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Do you know your SS from the RS? Immerse yourself and find out

The all-new 2014 Chevrolet SS performance sedan is Chevrolet's first rear wheel drive performance sedan in 17 years. The SS will also be ChevroletþÄôs racing car entry in the 2013 NASCAR Sprint Cup series.
Photograph by: Lisa Calvi

One daughter is finishing up her B.Ed. Another is becoming an R.N. The oldest has wrapped up her M.S.W. and just became an M-R-S.

These acronyms are easy to understand, almost universal in meaning and not difficult to call to mind when necessary.

Then there are those letters like SS, GT, RS, R/T. What the heck do these ones mean? Many of you will know immediately, considering the section of the newspaper in which this column appears.

After 17 years in the automotive industry, I still have to rifle through the drawers in my head to make sure I get the words right before I speak them aloud.

My favourite aspect about writing this column is how much I get to learn when I interview people in the industry, research automotive history, drive a vehicle with some neat new technology, travel to an unfamiliar destination or discover something new in an already-visited one.

A perfect example of this is the research trip I took a few years ago to write about the launch of the C6 generation Chevrolet Corvette.

My husband and I took a screaming yellow 7.0-litre 505-horsepower 2006 Z06 Corvette on a tour around Canada’s Maritime provinces. Our mission: Hunt down owners of Corvettes from each generation. We drive theirs, they drive ours. Heaven.

Before launching on that expedition, I immersed myself in the history of the iconic vehicle, memorizing years, engine specifications and distinguishing factors of each generation. C1. C2. C3. C4. C5. C6.

Acronyms in memory bank

Those pesky numbers on tires?

I studied those too. I’ve only had to use that knowledge once.

It really, really impressed the person I was talking to.

Some of this newly acquired information goes in one ear, hangs around for a little while, then goes out the other. There’s only so much room in there. So if you’re going to ask me something about the six, now seven, generations of Corvettes, do it quickly.

As I write this column, the new generation of NASCAR vehicles have scorched the pavement and torn their way around those 31-degree banked turns of the Daytona International Speedway. Last weekend’s 55th running of the Daytona 500, the Great American Race, got me thinking about the letters SS.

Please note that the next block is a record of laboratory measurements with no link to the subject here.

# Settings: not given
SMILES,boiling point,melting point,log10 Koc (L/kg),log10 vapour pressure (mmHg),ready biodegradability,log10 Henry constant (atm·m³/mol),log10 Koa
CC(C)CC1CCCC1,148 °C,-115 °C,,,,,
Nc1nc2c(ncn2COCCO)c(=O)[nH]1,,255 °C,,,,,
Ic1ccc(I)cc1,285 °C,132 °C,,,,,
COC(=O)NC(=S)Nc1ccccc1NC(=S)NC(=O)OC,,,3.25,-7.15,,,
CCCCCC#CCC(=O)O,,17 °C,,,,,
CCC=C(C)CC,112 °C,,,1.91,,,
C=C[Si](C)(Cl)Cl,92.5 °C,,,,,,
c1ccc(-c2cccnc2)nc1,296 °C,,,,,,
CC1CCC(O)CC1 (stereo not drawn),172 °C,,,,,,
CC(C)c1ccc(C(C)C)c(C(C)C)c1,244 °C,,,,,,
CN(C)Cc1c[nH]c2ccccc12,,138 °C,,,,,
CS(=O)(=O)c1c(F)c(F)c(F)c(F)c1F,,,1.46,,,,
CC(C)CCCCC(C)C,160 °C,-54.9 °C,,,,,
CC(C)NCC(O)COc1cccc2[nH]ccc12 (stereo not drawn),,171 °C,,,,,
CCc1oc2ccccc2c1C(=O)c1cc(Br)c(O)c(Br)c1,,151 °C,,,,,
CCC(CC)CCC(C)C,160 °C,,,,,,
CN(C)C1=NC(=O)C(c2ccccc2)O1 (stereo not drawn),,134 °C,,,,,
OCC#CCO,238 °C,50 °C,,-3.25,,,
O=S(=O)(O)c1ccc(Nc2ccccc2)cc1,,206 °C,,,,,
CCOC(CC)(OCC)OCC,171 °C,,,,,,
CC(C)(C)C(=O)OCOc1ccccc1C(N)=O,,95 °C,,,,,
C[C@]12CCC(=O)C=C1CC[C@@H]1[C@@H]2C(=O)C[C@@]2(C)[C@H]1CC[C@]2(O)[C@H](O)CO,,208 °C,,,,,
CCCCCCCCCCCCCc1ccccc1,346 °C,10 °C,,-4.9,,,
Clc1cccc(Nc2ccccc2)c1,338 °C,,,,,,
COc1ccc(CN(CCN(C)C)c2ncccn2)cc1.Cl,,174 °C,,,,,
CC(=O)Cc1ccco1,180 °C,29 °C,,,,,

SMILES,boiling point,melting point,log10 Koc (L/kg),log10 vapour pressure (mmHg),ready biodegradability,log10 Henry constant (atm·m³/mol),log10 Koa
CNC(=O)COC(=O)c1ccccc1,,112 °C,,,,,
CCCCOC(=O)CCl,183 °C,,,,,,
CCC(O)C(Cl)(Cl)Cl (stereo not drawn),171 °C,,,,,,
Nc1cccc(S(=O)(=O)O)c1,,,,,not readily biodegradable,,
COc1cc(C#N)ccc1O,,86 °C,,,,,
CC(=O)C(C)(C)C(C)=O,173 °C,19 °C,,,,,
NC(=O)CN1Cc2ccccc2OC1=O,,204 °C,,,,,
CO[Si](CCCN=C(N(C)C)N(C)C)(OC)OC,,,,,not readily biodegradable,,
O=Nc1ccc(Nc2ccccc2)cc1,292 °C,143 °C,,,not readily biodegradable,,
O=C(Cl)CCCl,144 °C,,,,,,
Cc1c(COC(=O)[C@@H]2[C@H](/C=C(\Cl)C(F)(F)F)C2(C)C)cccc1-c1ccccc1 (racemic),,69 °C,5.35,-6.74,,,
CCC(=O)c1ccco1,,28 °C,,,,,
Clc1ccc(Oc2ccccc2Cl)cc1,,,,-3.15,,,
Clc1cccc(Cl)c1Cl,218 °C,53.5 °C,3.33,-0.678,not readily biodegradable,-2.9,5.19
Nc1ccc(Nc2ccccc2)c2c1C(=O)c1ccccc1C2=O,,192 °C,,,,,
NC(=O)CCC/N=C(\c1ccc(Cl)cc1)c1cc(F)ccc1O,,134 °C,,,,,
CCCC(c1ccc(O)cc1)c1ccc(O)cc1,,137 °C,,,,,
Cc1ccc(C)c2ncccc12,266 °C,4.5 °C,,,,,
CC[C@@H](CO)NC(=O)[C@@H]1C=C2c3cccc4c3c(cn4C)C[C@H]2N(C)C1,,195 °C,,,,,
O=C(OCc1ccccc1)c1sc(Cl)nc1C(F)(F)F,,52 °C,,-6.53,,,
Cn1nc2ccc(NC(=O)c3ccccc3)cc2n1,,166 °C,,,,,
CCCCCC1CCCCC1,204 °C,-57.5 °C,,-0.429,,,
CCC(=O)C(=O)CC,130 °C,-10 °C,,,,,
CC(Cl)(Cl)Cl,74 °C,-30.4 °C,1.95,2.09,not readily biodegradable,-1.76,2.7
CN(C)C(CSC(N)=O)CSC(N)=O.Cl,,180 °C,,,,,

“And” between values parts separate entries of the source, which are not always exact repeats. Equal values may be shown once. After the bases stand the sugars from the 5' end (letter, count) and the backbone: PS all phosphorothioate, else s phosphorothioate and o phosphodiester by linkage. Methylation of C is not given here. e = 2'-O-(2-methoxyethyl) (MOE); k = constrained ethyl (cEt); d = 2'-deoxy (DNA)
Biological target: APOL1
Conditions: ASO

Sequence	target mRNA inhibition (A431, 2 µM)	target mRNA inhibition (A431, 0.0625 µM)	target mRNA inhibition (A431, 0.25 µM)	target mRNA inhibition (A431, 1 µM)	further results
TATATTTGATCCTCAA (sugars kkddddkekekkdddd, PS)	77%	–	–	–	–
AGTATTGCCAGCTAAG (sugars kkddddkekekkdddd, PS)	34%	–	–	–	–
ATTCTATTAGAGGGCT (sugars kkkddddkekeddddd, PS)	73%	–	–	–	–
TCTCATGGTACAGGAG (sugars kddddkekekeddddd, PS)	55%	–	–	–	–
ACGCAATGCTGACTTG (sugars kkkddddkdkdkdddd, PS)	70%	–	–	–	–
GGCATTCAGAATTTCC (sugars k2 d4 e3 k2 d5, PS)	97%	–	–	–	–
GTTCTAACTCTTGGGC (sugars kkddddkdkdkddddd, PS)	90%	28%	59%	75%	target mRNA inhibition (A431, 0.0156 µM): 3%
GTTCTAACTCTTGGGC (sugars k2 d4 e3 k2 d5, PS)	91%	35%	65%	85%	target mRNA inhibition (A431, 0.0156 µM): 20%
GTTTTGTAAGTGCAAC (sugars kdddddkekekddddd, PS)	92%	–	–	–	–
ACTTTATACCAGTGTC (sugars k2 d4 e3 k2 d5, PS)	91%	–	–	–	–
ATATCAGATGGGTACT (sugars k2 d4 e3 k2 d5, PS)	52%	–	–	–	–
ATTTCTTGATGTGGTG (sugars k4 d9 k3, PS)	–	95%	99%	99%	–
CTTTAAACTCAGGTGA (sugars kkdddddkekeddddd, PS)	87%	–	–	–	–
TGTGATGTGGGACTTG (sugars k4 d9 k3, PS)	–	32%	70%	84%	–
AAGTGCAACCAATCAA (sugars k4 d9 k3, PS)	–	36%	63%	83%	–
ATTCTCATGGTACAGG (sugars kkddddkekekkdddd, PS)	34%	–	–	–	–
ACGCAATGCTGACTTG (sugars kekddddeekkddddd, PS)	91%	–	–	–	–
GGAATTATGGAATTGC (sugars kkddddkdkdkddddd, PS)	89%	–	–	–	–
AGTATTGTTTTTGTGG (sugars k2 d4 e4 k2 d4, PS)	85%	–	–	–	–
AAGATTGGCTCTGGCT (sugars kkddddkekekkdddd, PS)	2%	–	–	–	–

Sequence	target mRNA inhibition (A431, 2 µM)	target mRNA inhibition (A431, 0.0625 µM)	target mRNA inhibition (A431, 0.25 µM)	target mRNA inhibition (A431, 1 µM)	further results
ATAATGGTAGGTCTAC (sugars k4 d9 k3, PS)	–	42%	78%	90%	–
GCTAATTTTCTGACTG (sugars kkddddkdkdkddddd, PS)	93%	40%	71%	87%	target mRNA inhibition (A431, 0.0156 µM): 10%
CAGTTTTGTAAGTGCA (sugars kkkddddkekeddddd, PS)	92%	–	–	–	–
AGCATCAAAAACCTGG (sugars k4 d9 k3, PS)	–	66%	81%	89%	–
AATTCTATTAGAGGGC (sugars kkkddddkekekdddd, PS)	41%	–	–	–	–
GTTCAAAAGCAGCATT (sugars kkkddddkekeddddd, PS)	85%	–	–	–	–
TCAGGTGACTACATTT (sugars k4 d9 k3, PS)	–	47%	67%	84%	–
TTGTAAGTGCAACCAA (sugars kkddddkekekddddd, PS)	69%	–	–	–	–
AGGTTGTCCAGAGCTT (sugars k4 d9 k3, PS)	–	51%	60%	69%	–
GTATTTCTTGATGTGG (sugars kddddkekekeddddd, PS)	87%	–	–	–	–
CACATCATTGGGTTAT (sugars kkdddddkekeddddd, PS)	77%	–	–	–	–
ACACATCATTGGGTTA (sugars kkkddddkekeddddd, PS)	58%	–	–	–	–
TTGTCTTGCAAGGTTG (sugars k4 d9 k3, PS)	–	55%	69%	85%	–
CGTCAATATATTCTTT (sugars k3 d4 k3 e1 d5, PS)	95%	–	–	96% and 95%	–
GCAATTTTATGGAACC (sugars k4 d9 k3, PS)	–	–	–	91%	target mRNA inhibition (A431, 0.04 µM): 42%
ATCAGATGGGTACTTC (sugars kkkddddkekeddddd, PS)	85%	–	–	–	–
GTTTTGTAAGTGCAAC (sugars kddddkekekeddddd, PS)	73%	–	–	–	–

Chevrolet’s new generation of NASCAR vehicle is called simply ‘SS.’ It’s Chevrolet’s first V8, rear-wheel-drive performance sedan since 1996. Its race-tested, global rear-wheel drive architecture is what’s under the Camaro, the Caprice Police Patrol Vehicle and Holden’s VF Commodore.

The 2014 Chevrolet SS, with racing DNA and soon to appear on a street near you, is powered by the 6.2-litre LS3 Chevrolet V8 engine, expected to deliver 415 horsepower and 415 lbs.-ft of torque.

‘SS’ stands for Super Sport.

It’s Chevrolet’s signature performance package available historically on a limited number of a certain vehicle.

It was first introduced in 1961 when the ‘SS’ kit was offered on the Impala. For somewhere just under $60, you got Super Sport trim for both the interior and exterior, chassis reinforcements, stronger springs and shocks, power brakes, spinner wheel covers and narrow-band whitewall tires. Sporty.

Then there’s RS. Which can stand for Rally Sport, designating a vehicle that is classed for rally racing, which means the vehicle is slightly modified but it’s street legal and races, not on a circuit, but on a public or private road course between set control points.

Rally racing requires a driver/navigator team where one never doubts the other. Not a great first date.

RS to the Germans means Racing Sport. I like the Germans thinking on this one because my true love, the Audi TT RS, carries this designation and does so with great enthusiasm. Other ‘Racing Sport’ loves with which I’d consider having an affair are the Porsche 911 Carrera RS or GT3 RS. Really Sporty.

RS also stands for Ford Racing’s Rallye Sport, included in the Ford TeamRS name. Now my head is Really Spinning.

R/T is Dodge’s version of Chevrolet’s SS. It stands for Rip/Tear. No wait, that’s not right. It’s Road/Track. And since the 1960s, it meant better suspension, tires, brakes and more power. Today, when you see it on a Dodge Caravan with three bouncing kids and a dog’s muzzle pressed up to the window, Rip/Tear takes on a whole new meaning.

GT is a far-reaching acronym that traces its roots back to the Italian tradition of naming their luxury performance vehicles ‘gran turismo,’ or grand touring.

Today, GT is synonymous with race versions of sports cars but its true definition is a high-performance luxury automobile designed for high-speed long-distance travel in comfort and style. My kind of acronym.

Throw in GTO (gran turismo omologato, that’s approved and certified for gran turismo racing); mix in a pinch of GTS (Spider or Sport) and a smidgen of GTB (Berlinetta); add a dash of injection to get a GTi and you’ll end up with a recipe for confusion!

I know I’ve only scratched the surface, but I feel better. Just don’t wait too long to ask me what the GTV stands for on the Alfa Romeo GTV. These things disappear quickly.

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